I guess we are all shaped by our past. My parents left school at 15 and 14 years old. That decision was not out of choice but of economic necessity although they would probably say that’s just how it was in those days. My mother grew up in a large and close family on a council estate in West London. My father spent much of his childhood between children’s homes.
I was luckier. I arrived at a time when our family was moving slowly but steadily upward on the back of my father’s long hours at a tyre company and later IBM and self-employment. My big break in life came when I won a free place at a grammar school – after that, as they say, I never looked back - I learned about the importance of hard work and opportunity, but also about the real pressures and strains of financial hardship.
So as a Treasury minister I remain determined to do whatever possible to support both opportunity and those who struggle the most financially. We are helping people with the cost of living, and investing in public services like the NHS while getting debt falling – all part of our balanced approach. We are also backing businesses to create good jobs with our modern Industrial Strategy, while ensuring they play by the rules.
That means that real wages will start to rise – which is great news for British families. And thanks to action from this government to help people keep more of what they earn, the lowest earners are already starting to see their pay packets go up by 7% above inflation compared with 2015/16.
And in total, since 2015 the government has cut income tax for 31million people, prevented half a million taxpayers from being dragged into the higher rate of tax, and taken over four million of the lowest paid out of tax altogether.
But we know that we can always do more and we recognise that there is more to do to ensure everyone benefits from our growing economy.
That’s why from early April, people across the UK will see a welcome boost to their finances thanks to increases in the National Living Wage – from £7.50 per hour to £7.83 - and state pension, and further cuts to income tax.
Through the National Living Wage alone, full-time minimum wage workers will now earn £2,000 more than they did when it was introduced in 2016. That will mean a £600 pay increase just in April.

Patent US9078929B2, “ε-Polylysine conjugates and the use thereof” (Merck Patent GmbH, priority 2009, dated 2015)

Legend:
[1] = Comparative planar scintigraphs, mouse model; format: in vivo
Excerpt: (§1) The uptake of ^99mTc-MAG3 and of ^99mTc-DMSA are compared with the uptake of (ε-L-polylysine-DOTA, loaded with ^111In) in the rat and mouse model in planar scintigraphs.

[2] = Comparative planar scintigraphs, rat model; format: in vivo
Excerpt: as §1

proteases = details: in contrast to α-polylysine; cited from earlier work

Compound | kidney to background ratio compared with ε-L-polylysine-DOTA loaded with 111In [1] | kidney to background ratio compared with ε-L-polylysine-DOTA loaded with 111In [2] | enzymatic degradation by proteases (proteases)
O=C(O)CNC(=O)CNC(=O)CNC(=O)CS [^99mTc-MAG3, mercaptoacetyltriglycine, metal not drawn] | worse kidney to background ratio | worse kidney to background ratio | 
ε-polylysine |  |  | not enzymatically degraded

Basic rate taxpayers will pay £1,075 less income tax next year than they did in 2010 thanks to a change to the personal allowance, and pensioners will earn an extra £180 from a full basic State Pension than they did last year.
We’ve also increased the threshold at which people begin to pay back their student loan – to £25,000 – and that figure will continue to rise in line with changes to average earnings, to help those starting out in their careers.
The cost of living is something we’re serious about addressing. And that doesn’t just include wages. We have acted to ensure that people can afford the things they need to pay for.
At the Budget, we froze fuel duty for the eighth year in a row to help with motoring costs – saving the average driver £160 every year.
And we’re focused on providing equal opportunities for all, and we are also spending more than £200million this year to attract the best into teaching.
Thanks to the hard work and sacrifice of the British people, we have now reached a turning point in our recovery, on the threshold of the first sustained fall in our country’s debt levels for 17 years. But we recognise there is more to do to build an economy that works for everyone. So we will continue to press hard on building an economy that enables opportunity and eases the financial pressure on the less well off. That is a critical goal for me at the Treasury.
Mel Stride is chief financial secretary to the Treasury, paymaster general, and the Conservative MP for Central Devon